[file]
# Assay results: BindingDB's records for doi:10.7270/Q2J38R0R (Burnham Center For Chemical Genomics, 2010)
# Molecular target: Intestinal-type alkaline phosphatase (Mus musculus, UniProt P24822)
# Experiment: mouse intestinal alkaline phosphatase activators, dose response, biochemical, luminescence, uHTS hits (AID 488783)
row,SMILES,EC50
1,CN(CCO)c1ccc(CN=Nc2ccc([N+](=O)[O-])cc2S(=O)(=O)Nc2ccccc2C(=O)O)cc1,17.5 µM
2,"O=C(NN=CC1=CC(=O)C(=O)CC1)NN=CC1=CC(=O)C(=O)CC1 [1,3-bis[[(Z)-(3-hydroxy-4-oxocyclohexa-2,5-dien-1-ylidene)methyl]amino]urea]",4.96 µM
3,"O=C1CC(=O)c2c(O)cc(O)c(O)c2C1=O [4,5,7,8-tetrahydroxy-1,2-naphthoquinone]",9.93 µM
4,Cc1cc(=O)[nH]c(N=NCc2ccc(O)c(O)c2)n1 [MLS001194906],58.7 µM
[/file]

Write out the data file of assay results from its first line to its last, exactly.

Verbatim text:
# Assay results: BindingDB's records for doi:10.7270/Q2J38R0R (Burnham Center For Chemical Genomics, 2010)
# Molecular target: Intestinal-type alkaline phosphatase (Mus musculus, UniProt P24822)
# Experiment: mouse intestinal alkaline phosphatase activators, dose response, biochemical, luminescence, uHTS hits (AID 488783)
row,SMILES,EC50
1,CN(CCO)c1ccc(CN=Nc2ccc([N+](=O)[O-])cc2S(=O)(=O)Nc2ccccc2C(=O)O)cc1,17.5 µM
2,"O=C(NN=CC1=CC(=O)C(=O)CC1)NN=CC1=CC(=O)C(=O)CC1 [1,3-bis[[(Z)-(3-hydroxy-4-oxocyclohexa-2,5-dien-1-ylidene)methyl]amino]urea]",4.96 µM
3,"O=C1CC(=O)c2c(O)cc(O)c(O)c2C1=O [4,5,7,8-tetrahydroxy-1,2-naphthoquinone]",9.93 µM
4,Cc1cc(=O)[nH]c(N=NCc2ccc(O)c(O)c2)n1 [MLS001194906],58.7 µM